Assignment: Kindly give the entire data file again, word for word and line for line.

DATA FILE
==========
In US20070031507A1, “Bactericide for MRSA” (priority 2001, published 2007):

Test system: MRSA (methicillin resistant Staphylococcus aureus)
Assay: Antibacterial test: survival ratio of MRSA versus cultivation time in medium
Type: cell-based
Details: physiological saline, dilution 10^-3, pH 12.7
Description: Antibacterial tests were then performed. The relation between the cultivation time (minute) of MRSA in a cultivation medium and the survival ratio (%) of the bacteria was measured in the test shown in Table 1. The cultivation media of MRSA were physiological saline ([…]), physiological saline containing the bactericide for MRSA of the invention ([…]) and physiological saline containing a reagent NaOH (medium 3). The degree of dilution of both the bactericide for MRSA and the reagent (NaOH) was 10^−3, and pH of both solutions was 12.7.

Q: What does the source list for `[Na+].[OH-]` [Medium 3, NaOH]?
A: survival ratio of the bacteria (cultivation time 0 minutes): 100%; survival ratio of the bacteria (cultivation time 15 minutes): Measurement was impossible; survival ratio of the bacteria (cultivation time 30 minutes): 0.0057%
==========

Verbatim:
In US20070031507A1, “Bactericide for MRSA” (priority 2001, published 2007):

Test system: MRSA (methicillin resistant Staphylococcus aureus)
Assay: Antibacterial test: survival ratio of MRSA versus cultivation time in medium
Type: cell-based
Details: physiological saline, dilution 10^-3, pH 12.7
Description: Antibacterial tests were then performed. The relation between the cultivation time (minute) of MRSA in a cultivation medium and the survival ratio (%) of the bacteria was measured in the test shown in Table 1. The cultivation media of MRSA were physiological saline ([…]), physiological saline containing the bactericide for MRSA of the invention ([…]) and physiological saline containing a reagent NaOH (medium 3). The degree of dilution of both the bactericide for MRSA and the reagent (NaOH) was 10^−3, and pH of both solutions was 12.7.

Q: What does the source list for `[Na+].[OH-]` [Medium 3, NaOH]?
A: survival ratio of the bacteria (cultivation time 0 minutes): 100%; survival ratio of the bacteria (cultivation time 15 minutes): Measurement was impossible; survival ratio of the bacteria (cultivation time 30 minutes): 0.0057%